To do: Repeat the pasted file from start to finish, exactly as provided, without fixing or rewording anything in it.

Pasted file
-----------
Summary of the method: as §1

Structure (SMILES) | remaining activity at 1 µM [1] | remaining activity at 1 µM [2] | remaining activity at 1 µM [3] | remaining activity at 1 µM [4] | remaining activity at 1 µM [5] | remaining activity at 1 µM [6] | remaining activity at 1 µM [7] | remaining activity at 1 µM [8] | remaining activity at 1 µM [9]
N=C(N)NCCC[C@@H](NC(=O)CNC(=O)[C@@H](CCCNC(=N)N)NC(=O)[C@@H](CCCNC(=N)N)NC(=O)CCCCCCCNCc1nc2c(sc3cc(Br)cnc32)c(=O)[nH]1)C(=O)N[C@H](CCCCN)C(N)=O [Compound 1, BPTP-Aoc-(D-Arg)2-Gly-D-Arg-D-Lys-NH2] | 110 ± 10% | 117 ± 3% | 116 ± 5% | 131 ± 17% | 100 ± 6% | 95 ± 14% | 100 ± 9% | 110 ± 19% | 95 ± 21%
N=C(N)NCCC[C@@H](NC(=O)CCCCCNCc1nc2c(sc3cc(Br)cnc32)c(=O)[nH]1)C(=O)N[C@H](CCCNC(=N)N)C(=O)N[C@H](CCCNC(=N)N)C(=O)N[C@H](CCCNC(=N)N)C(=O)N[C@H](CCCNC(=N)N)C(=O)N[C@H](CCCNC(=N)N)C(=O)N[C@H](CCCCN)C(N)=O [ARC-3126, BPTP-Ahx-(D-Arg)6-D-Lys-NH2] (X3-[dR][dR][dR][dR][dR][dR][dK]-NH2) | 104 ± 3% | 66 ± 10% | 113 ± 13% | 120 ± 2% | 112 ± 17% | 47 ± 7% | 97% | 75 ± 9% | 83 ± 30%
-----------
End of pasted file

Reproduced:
Summary of the method: as §1

Structure (SMILES) | remaining activity at 1 µM [1] | remaining activity at 1 µM [2] | remaining activity at 1 µM [3] | remaining activity at 1 µM [4] | remaining activity at 1 µM [5] | remaining activity at 1 µM [6] | remaining activity at 1 µM [7] | remaining activity at 1 µM [8] | remaining activity at 1 µM [9]
N=C(N)NCCC[C@@H](NC(=O)CNC(=O)[C@@H](CCCNC(=N)N)NC(=O)[C@@H](CCCNC(=N)N)NC(=O)CCCCCCCNCc1nc2c(sc3cc(Br)cnc32)c(=O)[nH]1)C(=O)N[C@H](CCCCN)C(N)=O [Compound 1, BPTP-Aoc-(D-Arg)2-Gly-D-Arg-D-Lys-NH2] | 110 ± 10% | 117 ± 3% | 116 ± 5% | 131 ± 17% | 100 ± 6% | 95 ± 14% | 100 ± 9% | 110 ± 19% | 95 ± 21%
N=C(N)NCCC[C@@H](NC(=O)CCCCCNCc1nc2c(sc3cc(Br)cnc32)c(=O)[nH]1)C(=O)N[C@H](CCCNC(=N)N)C(=O)N[C@H](CCCNC(=N)N)C(=O)N[C@H](CCCNC(=N)N)C(=O)N[C@H](CCCNC(=N)N)C(=O)N[C@H](CCCNC(=N)N)C(=O)N[C@H](CCCCN)C(N)=O [ARC-3126, BPTP-Ahx-(D-Arg)6-D-Lys-NH2] (X3-[dR][dR][dR][dR][dR][dR][dK]-NH2) | 104 ± 3% | 66 ± 10% | 113 ± 13% | 120 ± 2% | 112 ± 17% | 47 ± 7% | 97% | 75 ± 9% | 83 ± 30%